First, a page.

Friday, January 22, 2010

Obama Teams With Volcker For New Financial Regulation

Obama introduced a new proposal for financial reform that would aim to limit risks and size of the nation's banks. The plan is championed by former Fed chairman Paul Volcker aims to prohibit certain risky trading behavior by commercial banks. See the following from Economist's View.

It looks like the political winds have shifted away from Tim Geithner/Larry Summers and toward Paul Volcker/Elizabeth Warren:

Obama to Propose Limits on Risks Taken by Banks, by Jackie Calmes and Louis Uchitelle, NYTimes: President Obama on Thursday will publicly propose giving bank regulators the power to limit the size of the nation’s largest banks and the scope of their risk-taking activities...

The president, for the first time, will throw his weight behind an approach long championed by Paul A. Volcker... The proposal will put limits on bank size and prohibit commercial banks from trading for their own accounts — known as proprietary trading. ...

Mr. Volcker flew to Washington for the announcement on Thursday. His chief goal has been to prohibit proprietary trading of financial securities, including mortgage-backed securities, by commercial banks using deposits in their commercial banking sectors. ...[T]he concern is a new type of activity in which financial giants like Citigroup, Bank of America and JPMorgan Chase ... operate on two fronts. On the one hand, they are commercial banks, taking deposits, making standard loans and managing the nation’s payment system. On the other hand, they trade securities for their own accounts, a hugely profitable endeavor. This proprietary trading, mainly in risky mortgage-backed securities, precipitated the credit crisis in 2008 and the federal bailout.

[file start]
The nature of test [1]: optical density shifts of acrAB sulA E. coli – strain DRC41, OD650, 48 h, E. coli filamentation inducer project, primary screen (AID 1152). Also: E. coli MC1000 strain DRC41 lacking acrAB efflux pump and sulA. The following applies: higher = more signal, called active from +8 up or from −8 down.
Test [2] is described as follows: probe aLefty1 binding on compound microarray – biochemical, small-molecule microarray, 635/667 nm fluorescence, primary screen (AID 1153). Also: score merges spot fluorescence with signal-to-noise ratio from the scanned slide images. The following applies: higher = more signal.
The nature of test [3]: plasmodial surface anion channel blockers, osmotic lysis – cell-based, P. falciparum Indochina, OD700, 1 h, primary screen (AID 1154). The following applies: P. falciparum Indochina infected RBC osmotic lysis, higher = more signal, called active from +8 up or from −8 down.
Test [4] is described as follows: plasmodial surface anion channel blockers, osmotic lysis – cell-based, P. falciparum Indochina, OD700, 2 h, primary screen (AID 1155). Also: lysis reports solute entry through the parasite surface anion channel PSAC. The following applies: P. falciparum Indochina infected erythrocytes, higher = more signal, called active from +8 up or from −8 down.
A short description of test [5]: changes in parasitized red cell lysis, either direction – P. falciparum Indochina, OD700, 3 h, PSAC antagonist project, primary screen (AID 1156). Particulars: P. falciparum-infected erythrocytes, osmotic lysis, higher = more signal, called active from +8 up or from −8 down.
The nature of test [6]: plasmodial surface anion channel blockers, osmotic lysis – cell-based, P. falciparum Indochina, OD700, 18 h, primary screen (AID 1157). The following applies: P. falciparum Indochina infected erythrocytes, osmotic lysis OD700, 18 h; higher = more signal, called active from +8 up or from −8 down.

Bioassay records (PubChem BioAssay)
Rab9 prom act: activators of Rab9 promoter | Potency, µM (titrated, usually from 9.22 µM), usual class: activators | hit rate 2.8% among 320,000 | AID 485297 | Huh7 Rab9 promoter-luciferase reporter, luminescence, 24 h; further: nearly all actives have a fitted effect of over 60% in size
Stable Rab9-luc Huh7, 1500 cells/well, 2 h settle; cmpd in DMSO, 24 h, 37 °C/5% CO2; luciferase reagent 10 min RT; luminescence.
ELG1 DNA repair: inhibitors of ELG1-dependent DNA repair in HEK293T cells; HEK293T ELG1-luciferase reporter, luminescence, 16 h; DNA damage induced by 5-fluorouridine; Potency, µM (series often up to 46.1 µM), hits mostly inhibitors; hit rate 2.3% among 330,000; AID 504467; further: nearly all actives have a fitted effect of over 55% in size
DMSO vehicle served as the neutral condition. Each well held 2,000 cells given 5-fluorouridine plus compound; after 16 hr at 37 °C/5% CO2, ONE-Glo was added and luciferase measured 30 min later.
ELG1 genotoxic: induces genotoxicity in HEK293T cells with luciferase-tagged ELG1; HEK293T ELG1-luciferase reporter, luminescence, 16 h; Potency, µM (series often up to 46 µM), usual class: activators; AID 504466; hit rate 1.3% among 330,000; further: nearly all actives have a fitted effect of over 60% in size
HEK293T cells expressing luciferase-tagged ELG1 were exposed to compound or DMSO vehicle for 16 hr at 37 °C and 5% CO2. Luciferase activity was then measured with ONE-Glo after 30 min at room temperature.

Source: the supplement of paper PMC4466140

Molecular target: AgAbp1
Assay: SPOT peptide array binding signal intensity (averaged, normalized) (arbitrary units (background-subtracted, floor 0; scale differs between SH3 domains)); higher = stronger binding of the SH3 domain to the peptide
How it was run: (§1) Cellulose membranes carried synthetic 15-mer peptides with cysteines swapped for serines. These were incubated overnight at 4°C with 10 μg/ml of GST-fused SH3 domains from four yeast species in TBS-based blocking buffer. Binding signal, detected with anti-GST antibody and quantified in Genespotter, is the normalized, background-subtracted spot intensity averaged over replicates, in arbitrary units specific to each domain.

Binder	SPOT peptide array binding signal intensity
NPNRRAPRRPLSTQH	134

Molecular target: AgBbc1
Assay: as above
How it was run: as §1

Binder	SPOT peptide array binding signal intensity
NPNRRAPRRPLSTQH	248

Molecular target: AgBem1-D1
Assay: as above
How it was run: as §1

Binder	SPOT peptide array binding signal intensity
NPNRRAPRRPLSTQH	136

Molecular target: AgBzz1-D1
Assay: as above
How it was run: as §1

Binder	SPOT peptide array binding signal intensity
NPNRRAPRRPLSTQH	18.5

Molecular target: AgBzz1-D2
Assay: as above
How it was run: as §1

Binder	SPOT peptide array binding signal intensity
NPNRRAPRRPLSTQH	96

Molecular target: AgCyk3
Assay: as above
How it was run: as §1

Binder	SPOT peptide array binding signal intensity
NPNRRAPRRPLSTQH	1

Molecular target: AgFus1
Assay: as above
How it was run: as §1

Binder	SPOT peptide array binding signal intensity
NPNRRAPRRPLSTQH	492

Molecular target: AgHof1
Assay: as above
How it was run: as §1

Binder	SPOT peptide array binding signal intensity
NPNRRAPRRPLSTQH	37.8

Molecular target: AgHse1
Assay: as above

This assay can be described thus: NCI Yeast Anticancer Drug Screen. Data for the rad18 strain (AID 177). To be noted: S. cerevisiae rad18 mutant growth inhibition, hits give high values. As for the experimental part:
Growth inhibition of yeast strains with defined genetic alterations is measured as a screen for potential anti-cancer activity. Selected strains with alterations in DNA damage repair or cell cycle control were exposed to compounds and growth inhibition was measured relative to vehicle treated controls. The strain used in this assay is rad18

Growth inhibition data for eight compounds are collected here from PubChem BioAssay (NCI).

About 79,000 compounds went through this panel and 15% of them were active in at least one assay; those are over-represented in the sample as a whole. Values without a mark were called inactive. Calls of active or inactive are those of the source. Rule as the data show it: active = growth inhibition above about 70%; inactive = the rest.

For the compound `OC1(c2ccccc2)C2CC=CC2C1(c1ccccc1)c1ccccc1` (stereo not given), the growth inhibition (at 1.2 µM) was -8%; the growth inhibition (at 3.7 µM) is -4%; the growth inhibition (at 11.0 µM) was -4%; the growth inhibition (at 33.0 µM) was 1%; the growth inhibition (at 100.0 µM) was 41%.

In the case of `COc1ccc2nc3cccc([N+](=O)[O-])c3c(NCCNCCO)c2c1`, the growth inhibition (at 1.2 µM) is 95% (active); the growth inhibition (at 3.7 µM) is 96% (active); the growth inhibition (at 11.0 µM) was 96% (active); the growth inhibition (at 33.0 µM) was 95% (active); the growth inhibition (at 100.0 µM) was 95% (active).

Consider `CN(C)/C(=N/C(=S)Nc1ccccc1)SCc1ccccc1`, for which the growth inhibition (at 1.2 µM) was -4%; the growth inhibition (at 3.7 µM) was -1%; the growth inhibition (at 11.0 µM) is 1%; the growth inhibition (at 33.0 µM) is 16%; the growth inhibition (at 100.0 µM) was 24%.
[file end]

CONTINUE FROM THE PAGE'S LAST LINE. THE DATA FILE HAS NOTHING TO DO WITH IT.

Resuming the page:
Mr. Volcker ... has gradually lined up big-name support for restrictions on such trading. ... Under the new approach, commercial banks would no longer be allowed to engage in proprietary trading, using customers’ deposits and borrowed money to carry out these trades. ...
I want more details, these proposals don't exhaust the needed changes, and who knows what Congress will actually do -- I don't think we'll get anywhere near the amount of change we need when all is mostly said and little actually gets done -- but this is a move in the right direction. Too bad it didn't happen months ago. [dual posted]

This post has been republished from Mark Thoma's blog, Economist's View.

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